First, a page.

Madhavan said ‘At Sankara Nethralaya alone, approximately 6,000 patients are seen at the ocular surface clinic every year, almost 80 per cent have some form of dry eyes.
About 125 new patients of Stevens Johnson Syndrome are seen in a year, out of which nearly 25 per cent may benefit from Cultured Corneal Epithelial Transplant, 75 new patients of thermal / chemical injury are seen every year, out of which almost 80 per cent will benefit from Corneal Limbal Stem Cell Transplantation, he said.
Madhavan said various surgical techniques have been developed to treat Limbal Stem Cell Deficiency (LSCD). The treatment is mainly through the transplantation of ex-vivo expanded corneal limbal stem cells on Human Amniotic membrane matrix.
The new project aims at cultivation of Human corneal limbal tissue within the Mebiol Gel and characterisation of the cultivated corneal limbal stem cells using molecular markers.’ he added.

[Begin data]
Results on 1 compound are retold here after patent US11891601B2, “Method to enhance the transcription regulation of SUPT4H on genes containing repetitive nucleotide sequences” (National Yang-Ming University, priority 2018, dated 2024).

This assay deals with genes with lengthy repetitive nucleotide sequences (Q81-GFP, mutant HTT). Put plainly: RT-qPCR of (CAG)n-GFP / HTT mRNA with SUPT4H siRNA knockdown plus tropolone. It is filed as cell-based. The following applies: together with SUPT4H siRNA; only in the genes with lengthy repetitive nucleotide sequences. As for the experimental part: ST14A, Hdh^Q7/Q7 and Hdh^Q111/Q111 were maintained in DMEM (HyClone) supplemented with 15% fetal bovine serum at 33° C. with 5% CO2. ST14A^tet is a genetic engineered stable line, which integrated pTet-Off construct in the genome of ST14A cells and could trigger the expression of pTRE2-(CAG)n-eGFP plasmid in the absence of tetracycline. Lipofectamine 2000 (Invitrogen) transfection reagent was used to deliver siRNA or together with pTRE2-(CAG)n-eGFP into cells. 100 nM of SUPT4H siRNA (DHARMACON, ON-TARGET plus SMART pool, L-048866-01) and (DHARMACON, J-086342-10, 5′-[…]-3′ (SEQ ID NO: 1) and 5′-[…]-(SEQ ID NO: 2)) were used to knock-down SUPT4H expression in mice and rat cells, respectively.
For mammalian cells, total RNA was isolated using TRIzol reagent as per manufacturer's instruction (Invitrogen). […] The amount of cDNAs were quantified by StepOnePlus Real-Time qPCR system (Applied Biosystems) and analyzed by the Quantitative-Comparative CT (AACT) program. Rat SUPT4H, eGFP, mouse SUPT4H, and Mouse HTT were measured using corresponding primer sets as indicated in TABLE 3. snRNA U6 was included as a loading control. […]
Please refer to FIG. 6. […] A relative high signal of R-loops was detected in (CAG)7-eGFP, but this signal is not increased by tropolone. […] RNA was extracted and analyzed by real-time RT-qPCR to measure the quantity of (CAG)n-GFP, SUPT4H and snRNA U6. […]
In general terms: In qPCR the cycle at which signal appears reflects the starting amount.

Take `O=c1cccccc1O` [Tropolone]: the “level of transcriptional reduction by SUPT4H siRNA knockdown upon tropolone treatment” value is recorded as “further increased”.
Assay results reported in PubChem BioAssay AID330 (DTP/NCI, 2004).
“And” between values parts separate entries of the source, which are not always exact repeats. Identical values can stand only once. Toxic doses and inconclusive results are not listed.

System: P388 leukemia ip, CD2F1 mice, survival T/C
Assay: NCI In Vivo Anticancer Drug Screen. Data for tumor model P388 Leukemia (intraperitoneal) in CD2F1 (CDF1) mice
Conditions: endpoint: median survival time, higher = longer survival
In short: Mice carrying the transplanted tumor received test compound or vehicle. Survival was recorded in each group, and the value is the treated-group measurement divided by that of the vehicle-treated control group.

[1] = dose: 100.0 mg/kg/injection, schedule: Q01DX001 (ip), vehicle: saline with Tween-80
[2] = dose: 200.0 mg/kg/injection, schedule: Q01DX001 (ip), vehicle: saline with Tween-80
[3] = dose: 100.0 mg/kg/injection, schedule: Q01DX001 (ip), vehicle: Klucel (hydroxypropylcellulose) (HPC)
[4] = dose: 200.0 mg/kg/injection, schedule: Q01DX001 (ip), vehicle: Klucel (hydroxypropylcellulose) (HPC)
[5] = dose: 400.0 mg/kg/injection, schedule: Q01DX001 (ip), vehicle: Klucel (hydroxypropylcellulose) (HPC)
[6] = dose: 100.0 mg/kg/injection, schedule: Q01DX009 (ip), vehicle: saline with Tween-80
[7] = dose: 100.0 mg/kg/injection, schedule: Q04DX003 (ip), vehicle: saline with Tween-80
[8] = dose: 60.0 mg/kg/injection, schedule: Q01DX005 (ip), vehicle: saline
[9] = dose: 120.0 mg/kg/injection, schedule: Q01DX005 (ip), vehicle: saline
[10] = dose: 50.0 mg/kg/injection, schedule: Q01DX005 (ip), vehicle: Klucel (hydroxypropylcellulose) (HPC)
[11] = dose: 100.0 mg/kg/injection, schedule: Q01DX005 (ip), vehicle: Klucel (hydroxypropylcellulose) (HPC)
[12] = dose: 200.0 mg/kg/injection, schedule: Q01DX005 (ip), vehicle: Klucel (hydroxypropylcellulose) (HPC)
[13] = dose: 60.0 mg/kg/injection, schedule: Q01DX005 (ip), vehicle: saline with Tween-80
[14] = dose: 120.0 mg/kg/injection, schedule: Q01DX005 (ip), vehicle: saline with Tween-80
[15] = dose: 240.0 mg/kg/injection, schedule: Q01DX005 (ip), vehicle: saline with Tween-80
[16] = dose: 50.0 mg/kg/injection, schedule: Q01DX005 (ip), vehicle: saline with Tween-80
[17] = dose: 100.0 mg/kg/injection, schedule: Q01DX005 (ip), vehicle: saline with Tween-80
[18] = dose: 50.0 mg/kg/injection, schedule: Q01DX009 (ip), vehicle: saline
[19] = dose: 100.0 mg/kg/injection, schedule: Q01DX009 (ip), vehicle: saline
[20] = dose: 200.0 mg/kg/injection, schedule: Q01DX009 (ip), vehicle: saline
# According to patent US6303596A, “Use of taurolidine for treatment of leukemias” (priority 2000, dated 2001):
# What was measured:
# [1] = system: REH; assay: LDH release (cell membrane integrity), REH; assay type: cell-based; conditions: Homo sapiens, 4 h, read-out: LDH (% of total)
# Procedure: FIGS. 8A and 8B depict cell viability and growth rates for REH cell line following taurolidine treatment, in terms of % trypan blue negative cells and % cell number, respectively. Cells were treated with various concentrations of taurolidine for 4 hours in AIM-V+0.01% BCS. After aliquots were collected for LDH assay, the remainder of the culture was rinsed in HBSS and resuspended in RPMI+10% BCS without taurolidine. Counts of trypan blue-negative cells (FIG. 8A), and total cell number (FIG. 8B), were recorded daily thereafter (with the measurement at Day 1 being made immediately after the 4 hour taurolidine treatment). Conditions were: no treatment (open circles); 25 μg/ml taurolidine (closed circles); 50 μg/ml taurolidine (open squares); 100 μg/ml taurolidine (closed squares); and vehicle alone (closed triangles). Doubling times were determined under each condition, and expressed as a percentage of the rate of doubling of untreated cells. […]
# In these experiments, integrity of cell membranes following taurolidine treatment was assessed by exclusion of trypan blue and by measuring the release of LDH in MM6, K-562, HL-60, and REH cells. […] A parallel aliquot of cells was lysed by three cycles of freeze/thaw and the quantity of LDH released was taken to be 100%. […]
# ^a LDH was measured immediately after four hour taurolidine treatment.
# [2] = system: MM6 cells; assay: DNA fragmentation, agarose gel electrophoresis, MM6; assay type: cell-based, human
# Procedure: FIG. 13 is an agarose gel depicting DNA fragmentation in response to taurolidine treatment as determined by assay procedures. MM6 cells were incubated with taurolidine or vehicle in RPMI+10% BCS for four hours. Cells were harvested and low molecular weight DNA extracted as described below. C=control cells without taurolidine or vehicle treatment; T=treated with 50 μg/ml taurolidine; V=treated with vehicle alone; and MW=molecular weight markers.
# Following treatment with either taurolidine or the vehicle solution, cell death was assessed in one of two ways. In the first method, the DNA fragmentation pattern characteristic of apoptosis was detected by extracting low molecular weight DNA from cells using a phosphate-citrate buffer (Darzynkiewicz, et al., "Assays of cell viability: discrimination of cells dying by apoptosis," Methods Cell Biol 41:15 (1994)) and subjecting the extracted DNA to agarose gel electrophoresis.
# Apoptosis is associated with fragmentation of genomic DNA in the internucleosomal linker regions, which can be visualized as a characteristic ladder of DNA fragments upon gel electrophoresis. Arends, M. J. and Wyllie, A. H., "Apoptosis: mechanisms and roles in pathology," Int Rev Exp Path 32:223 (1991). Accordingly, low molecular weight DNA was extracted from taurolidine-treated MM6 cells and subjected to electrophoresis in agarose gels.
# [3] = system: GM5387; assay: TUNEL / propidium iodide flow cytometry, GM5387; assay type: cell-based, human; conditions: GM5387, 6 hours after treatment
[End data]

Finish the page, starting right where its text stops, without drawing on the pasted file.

He further said that ‘It is the first time in the world that a non biological (totally synthetic) material has been used as the substrate to grow corneal limbal stem cells hereby paving a way for avoiding biological materials such as HAM to avoid viral and other dangerous contaminations as well as rejections.’
Founder and Chairman Emeritus of Sankara Nethralaya, Dr S S Badrinath stressed for more such meaningful research by Indo-Japan to give better service to humanity.
Deputy Consul General of Japan, Takayuki Kitagawa and Dr Samuel JK Abraham of Nichi-In Biosciences were present.